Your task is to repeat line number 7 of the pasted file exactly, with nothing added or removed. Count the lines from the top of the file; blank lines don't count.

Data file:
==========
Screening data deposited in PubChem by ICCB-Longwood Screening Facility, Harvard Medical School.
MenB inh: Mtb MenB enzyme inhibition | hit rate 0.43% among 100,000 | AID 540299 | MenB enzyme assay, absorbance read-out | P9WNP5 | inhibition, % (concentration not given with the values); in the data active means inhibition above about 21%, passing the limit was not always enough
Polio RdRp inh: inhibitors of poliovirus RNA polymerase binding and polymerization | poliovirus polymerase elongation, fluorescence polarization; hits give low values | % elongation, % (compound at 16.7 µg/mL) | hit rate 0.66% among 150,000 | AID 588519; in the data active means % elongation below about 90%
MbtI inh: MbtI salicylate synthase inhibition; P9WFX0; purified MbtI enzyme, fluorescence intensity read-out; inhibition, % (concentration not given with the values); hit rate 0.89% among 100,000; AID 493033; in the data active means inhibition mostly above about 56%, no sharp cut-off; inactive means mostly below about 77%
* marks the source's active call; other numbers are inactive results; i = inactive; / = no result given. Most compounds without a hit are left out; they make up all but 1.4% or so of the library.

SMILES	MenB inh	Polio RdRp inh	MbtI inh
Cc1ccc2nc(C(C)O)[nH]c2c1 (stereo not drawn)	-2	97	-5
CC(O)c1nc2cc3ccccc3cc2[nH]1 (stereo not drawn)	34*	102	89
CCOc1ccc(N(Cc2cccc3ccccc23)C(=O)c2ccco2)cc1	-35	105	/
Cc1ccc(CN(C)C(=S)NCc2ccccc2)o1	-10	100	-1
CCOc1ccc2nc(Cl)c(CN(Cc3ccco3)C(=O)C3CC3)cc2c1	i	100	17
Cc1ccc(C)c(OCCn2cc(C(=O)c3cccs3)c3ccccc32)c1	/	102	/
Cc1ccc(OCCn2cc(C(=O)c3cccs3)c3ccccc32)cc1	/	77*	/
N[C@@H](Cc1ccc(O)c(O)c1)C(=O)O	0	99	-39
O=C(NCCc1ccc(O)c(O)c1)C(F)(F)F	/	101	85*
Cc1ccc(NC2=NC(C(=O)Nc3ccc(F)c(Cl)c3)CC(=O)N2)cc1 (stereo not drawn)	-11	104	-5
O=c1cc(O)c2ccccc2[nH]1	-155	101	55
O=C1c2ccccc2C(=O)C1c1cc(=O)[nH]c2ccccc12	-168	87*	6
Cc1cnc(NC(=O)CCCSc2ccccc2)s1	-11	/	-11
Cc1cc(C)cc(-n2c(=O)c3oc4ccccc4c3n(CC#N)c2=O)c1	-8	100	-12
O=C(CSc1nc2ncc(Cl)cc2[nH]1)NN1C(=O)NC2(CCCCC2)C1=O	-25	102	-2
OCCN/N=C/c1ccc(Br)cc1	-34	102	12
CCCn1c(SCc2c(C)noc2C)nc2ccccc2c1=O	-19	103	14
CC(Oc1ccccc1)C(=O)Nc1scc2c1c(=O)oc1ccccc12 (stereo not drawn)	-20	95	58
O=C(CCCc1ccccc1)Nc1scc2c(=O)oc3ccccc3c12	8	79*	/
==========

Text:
Cc1ccc2nc(C(C)O)[nH]c2c1 (stereo not drawn)	-2	97	-5